If you’ve been wrongly evicted, you can pursue legal action in court. And if you’ve had past due rent go to collections, then you can settle it. Once settled or paid off, you can also ask to have any collections accounts removed from your credit report. Another tactic is to ask to have the eviction records removed from tenant-screening reports as a condition of repayment of past due rent.

Nevertheless, eviction orders can still show up in public records for as long as seven years. And while the eviction itself won’t appear on credit reports, it will continue to appear on tenant-screening services and other background checks.

How to avoid eviction in the first place

The best way to make sure that there isn’t a record of being evicted is to avoid the eviction altogether. If you’ve been issued an eviction notice, then you may still have time to fix the problem before going to court. If the reason for the eviction is failure to pay rent, catching up is one option.

But if you’re unable to pay what you owe, consider speaking to the landlord about possibly moving to a more affordable unit. And if there are other reasons for the eviction notice, it’s best to take action to fix them, rather than go to court and risk an eviction order. If you have the option of working with the landlord to solve the problem that led to the eviction notice, that will be your best option.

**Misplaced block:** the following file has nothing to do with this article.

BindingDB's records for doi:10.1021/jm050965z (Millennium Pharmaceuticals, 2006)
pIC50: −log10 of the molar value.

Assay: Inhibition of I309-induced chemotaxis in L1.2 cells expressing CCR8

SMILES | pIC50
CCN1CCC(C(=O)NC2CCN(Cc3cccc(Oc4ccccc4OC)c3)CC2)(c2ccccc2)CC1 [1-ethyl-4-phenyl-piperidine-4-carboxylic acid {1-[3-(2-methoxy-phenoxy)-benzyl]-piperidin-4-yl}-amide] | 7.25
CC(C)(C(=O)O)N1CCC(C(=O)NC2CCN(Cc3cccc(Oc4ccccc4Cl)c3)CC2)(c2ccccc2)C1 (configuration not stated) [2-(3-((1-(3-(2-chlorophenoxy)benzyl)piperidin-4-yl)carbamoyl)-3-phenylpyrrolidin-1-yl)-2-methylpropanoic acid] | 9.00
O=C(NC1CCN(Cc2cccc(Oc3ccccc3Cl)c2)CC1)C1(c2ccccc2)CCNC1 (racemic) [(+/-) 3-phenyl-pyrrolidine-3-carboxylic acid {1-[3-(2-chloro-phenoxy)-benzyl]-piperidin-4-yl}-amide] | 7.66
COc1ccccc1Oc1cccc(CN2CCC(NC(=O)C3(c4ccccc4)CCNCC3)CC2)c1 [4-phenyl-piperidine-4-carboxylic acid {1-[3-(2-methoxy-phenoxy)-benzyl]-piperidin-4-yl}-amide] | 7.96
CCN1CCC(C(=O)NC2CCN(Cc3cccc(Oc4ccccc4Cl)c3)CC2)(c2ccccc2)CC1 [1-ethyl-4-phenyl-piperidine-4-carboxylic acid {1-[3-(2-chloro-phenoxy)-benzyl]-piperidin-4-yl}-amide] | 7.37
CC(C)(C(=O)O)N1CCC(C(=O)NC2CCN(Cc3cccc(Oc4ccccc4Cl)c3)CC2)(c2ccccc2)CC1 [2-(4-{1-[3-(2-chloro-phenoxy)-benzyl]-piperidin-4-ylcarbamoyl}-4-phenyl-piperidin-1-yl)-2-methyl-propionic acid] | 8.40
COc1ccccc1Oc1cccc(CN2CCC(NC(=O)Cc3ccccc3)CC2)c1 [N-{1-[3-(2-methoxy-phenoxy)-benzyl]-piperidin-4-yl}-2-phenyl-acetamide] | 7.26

How to rent again after an eviction

If you’re looking for a place to rent again after being evicted, there are still some options. First, you could find a private landlord that may be willing to understand the circumstances that led to the eviction, and give you another chance. It can help if you can provide documentation of a special circumstance that led to your eviction that’s unlikely to reoccur, such as a health problem or a natural disaster. Offering up detailed personal references can also help.

If all else fails, consider trying to live with friends or family members while you rebuild your credit. For example, you could get a credit card for people with bad credit, and continue to make on-time payments to other lenders. You can also use a rent reporting service to include any rent you are paying under your current living situation.

Eviction resources

The federal government’s Consumer Financial Protection Bureau (CFPB), lists many renter protection resources on its website.The National Center for State Courts also lists many local housing legal aid providers on its website. And if you feel that you’ve experienced housing discrimination, the following groups may be able to help:

The bottom line

Having an eviction on your record won’t directly affect your credit, but having a collection item related to an eviction will appear on your credit reports and hurt your credit score. The best way to prevent this is to work with your landlord and avoid being evicted. But thankfully, there are legal resources available to renters. By understanding what eviction is and how it affects your credit, you can do your best to make sure that it never happens to you.

Written by
Jason Steele
Travel Rewards Expert Contributor
Jason Steele is a professional journalist and credit card expert who has been contributing to online publications since 2008. He was one of the original contributors to The Points Guy, and his work has been appearing there since 2011. He has also contributed to over 100 of the leading personal finance and travel outlets.
Edited by
Associate Editor